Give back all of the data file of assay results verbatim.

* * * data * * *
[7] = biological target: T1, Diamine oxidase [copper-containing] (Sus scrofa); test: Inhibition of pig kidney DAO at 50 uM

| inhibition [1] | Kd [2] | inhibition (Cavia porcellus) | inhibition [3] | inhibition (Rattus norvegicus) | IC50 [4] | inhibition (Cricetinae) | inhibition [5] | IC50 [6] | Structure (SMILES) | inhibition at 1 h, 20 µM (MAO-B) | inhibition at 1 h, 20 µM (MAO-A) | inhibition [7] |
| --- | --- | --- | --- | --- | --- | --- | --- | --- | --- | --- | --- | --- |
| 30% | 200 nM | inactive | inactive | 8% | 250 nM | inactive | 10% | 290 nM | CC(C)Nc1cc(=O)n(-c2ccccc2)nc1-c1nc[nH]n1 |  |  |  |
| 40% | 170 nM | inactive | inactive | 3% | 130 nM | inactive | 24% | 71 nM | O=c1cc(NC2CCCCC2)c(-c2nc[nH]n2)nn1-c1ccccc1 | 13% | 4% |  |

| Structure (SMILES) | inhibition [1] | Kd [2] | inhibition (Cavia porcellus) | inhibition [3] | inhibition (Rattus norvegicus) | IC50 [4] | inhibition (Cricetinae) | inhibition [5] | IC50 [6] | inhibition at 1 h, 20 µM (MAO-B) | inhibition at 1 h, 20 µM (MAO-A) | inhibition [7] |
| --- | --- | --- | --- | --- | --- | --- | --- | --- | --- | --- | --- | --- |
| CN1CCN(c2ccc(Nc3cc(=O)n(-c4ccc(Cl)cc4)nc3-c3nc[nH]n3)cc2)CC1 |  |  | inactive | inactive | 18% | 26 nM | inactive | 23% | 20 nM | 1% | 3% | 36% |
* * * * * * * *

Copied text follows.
[7] = biological target: T1, Diamine oxidase [copper-containing] (Sus scrofa); test: Inhibition of pig kidney DAO at 50 uM

| inhibition [1] | Kd [2] | inhibition (Cavia porcellus) | inhibition [3] | inhibition (Rattus norvegicus) | IC50 [4] | inhibition (Cricetinae) | inhibition [5] | IC50 [6] | Structure (SMILES) | inhibition at 1 h, 20 µM (MAO-B) | inhibition at 1 h, 20 µM (MAO-A) | inhibition [7] |
| --- | --- | --- | --- | --- | --- | --- | --- | --- | --- | --- | --- | --- |
| 30% | 200 nM | inactive | inactive | 8% | 250 nM | inactive | 10% | 290 nM | CC(C)Nc1cc(=O)n(-c2ccccc2)nc1-c1nc[nH]n1 |  |  |  |
| 40% | 170 nM | inactive | inactive | 3% | 130 nM | inactive | 24% | 71 nM | O=c1cc(NC2CCCCC2)c(-c2nc[nH]n2)nn1-c1ccccc1 | 13% | 4% |  |

| Structure (SMILES) | inhibition [1] | Kd [2] | inhibition (Cavia porcellus) | inhibition [3] | inhibition (Rattus norvegicus) | IC50 [4] | inhibition (Cricetinae) | inhibition [5] | IC50 [6] | inhibition at 1 h, 20 µM (MAO-B) | inhibition at 1 h, 20 µM (MAO-A) | inhibition [7] |
| --- | --- | --- | --- | --- | --- | --- | --- | --- | --- | --- | --- | --- |
| CN1CCN(c2ccc(Nc3cc(=O)n(-c4ccc(Cl)cc4)nc3-c3nc[nH]n3)cc2)CC1 |  |  | inactive | inactive | 18% | 26 nM | inactive | 23% | 20 nM | 1% | 3% | 36% |